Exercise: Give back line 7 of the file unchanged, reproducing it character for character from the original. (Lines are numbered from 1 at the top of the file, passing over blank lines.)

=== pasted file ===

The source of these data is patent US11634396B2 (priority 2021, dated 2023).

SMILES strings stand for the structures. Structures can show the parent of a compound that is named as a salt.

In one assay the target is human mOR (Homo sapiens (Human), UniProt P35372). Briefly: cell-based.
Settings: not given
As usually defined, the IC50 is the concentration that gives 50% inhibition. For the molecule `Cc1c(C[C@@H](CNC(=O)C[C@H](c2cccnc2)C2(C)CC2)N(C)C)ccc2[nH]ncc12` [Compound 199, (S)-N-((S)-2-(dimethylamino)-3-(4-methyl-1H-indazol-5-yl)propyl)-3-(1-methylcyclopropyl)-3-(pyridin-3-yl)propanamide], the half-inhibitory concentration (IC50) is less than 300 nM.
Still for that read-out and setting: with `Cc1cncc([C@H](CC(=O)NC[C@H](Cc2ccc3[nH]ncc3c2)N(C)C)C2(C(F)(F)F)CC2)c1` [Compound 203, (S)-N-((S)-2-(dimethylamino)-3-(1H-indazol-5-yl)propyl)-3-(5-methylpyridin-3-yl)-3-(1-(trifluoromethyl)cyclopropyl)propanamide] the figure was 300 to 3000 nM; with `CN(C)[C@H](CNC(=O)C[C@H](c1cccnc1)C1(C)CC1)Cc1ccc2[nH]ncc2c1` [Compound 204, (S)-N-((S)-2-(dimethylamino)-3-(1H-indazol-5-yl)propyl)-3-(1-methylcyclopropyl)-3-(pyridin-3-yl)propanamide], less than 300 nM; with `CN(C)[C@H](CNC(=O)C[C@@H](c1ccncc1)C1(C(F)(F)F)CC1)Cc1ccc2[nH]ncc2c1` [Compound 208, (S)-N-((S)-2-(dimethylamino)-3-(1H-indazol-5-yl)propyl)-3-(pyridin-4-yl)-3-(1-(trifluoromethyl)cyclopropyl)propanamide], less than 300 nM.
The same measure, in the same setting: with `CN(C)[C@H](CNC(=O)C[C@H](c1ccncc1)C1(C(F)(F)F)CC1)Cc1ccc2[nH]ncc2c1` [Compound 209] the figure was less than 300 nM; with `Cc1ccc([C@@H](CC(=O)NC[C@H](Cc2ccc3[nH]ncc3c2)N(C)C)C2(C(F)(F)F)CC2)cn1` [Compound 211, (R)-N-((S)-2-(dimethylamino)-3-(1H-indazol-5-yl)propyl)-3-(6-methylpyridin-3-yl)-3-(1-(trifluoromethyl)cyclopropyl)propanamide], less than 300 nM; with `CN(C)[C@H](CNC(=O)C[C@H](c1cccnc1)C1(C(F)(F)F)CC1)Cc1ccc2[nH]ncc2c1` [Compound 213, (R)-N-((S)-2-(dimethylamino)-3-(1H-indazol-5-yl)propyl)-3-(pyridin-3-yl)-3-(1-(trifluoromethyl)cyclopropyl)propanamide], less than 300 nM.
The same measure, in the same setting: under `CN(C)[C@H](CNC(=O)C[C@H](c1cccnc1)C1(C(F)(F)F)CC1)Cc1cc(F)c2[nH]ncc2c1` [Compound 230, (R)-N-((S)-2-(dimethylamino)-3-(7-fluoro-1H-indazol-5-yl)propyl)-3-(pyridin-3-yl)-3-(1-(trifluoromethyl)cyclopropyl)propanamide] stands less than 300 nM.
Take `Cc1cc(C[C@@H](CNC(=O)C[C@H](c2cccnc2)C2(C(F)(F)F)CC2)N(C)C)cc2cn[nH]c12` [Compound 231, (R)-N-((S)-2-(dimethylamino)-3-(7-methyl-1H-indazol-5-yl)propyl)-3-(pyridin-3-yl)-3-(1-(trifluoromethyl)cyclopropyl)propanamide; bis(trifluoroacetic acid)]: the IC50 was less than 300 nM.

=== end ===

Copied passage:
The same measure, in the same setting: with `CN(C)[C@H](CNC(=O)C[C@H](c1ccncc1)C1(C(F)(F)F)CC1)Cc1ccc2[nH]ncc2c1` [Compound 209] the figure was less than 300 nM; with `Cc1ccc([C@@H](CC(=O)NC[C@H](Cc2ccc3[nH]ncc3c2)N(C)C)C2(C(F)(F)F)CC2)cn1` [Compound 211, (R)-N-((S)-2-(dimethylamino)-3-(1H-indazol-5-yl)propyl)-3-(6-methylpyridin-3-yl)-3-(1-(trifluoromethyl)cyclopropyl)propanamide], less than 300 nM; with `CN(C)[C@H](CNC(=O)C[C@H](c1cccnc1)C1(C(F)(F)F)CC1)Cc1ccc2[nH]ncc2c1` [Compound 213, (R)-N-((S)-2-(dimethylamino)-3-(1H-indazol-5-yl)propyl)-3-(pyridin-3-yl)-3-(1-(trifluoromethyl)cyclopropyl)propanamide], less than 300 nM.